Portland. Such a good choice.


Johanna Harness bio, as taken from Goodreads: Johanna Harness writes middle grade and young adult stories in both Northwest and fantastic settings, often forgetting which is which. She created the #amwriting community on Twitter.

My opinion of her bio? Far too short, but once the writer starts on a complete picture of this woman, it’s hard to stop. Not just a talented writer, she’s a mother, wife, homeschooler, caretaker of critters large and small, and so much more.

You’ll want to read SPILLWORTHY, available in paperback and Kindle format. I predict awards and great things for this novel and for Johanna herself.


Thinking outside the #Flash


Lightning strikes

Photo by West Texan

Our heroine is going through a dry spell, Dear Reader. Grinding and grinding on old work, novels and flash alike, trying to make them better. Is the theme there? Is the hook set? Does each sentence propel the story forward? Are the voices different enough? And heaven help me, is this world consistent in its building?


Recently, I shared a flash with a friend from #SciFiChat and gratefully received her feedback. Before sending it, I expanded it beyond strict flash rules, but it was still flash length. She was charming in her comments, but through them I saw a major flaw with the story as written: it’s too damned short. Given the assignment of a flash, it would probably answer the question well enough with some tweaking. Given the opportunity to tell the whole story? Time to think outside the flash.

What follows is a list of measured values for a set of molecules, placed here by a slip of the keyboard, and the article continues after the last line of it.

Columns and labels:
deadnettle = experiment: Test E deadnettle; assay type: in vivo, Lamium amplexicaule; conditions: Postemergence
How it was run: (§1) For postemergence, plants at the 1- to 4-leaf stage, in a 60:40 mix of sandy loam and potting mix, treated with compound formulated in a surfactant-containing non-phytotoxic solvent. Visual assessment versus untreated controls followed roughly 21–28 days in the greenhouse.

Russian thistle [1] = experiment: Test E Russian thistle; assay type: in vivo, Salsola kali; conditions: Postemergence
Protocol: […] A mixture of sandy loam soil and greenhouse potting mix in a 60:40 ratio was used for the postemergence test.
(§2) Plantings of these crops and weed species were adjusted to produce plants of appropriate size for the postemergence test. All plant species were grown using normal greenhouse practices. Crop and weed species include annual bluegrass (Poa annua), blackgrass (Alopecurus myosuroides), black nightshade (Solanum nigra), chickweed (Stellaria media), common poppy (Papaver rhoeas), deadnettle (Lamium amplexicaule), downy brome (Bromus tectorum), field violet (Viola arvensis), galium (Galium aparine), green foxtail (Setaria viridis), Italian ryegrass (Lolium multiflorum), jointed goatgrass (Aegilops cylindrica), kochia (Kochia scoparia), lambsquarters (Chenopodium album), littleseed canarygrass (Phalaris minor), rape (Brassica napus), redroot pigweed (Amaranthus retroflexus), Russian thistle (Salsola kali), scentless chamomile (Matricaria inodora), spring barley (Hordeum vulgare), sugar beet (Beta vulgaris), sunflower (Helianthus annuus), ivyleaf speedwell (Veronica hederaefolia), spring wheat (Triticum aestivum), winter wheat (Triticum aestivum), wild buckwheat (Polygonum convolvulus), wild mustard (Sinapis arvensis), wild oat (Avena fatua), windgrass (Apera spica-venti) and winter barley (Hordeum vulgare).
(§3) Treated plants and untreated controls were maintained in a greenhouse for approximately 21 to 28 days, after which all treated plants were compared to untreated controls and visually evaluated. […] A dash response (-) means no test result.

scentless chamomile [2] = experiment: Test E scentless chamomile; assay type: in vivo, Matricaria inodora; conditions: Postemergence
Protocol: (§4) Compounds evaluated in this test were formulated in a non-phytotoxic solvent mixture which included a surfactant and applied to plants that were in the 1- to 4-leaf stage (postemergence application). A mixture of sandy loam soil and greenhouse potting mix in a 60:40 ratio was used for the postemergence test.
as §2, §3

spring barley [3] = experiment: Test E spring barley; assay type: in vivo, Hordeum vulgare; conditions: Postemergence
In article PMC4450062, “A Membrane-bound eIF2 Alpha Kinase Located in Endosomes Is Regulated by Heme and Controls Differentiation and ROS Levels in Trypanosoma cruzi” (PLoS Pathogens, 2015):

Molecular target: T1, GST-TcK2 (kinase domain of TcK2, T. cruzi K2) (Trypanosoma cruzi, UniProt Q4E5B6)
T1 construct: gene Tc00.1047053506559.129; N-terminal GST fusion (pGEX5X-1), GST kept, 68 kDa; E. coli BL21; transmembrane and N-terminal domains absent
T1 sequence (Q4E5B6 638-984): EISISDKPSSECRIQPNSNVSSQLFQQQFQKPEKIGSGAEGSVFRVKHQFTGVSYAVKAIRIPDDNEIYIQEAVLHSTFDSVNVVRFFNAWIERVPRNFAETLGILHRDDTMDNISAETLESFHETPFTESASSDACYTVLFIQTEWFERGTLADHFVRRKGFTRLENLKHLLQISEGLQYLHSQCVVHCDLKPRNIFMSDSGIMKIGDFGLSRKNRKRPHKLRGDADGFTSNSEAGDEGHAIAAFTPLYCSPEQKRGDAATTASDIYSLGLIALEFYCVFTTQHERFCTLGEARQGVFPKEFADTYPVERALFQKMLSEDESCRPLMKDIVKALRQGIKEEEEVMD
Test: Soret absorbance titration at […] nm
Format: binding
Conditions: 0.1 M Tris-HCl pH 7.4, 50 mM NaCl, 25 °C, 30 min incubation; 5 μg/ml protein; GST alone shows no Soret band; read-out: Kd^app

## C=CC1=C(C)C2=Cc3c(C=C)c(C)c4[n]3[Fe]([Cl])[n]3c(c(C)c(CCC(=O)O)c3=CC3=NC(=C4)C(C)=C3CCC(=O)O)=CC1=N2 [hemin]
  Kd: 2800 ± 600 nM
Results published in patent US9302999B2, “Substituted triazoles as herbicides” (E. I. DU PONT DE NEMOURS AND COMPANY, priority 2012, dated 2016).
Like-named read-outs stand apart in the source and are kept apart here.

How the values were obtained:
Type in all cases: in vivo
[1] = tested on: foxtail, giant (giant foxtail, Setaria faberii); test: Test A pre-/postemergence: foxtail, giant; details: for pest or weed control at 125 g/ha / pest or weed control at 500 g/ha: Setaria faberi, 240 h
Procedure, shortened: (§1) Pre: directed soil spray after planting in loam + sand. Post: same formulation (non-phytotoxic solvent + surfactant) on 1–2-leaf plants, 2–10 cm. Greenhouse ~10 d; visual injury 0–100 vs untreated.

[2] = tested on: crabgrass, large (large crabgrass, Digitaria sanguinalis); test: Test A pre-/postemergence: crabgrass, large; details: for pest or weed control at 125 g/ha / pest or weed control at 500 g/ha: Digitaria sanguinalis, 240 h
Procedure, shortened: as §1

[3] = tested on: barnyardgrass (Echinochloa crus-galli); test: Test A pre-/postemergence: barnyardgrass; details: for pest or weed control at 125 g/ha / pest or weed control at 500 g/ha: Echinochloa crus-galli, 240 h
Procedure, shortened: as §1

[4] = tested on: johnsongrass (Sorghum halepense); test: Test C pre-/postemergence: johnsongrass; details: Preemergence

I’ll still write flash, of course. It’s a wonderful editing muscle which keeps me in shape for other projects. My novels improved with my editing skills. Giving myself over to the story must take priority, though. Let the story dictate its format. Just. Write. Sound familiar? It should if you read my blog, especially around NaNoWriMo time each year.

Who knows? I might just become a writer again.

How are you doing on your project right now?

Take care,


New Words


See Jon Assink on Flickr

Graphic by Jonathan Assink

Our heroine is still here, Dear Reader. Well, I suppose that depends on what “here” means to you. When I’m not overcome (and sometimes when I am) by a problem, usually my health, I get onto Twitter and chat. I read it more than I chat, lurking a bit behind the drapes. Yeah, see those tips of shoes? They’re mine.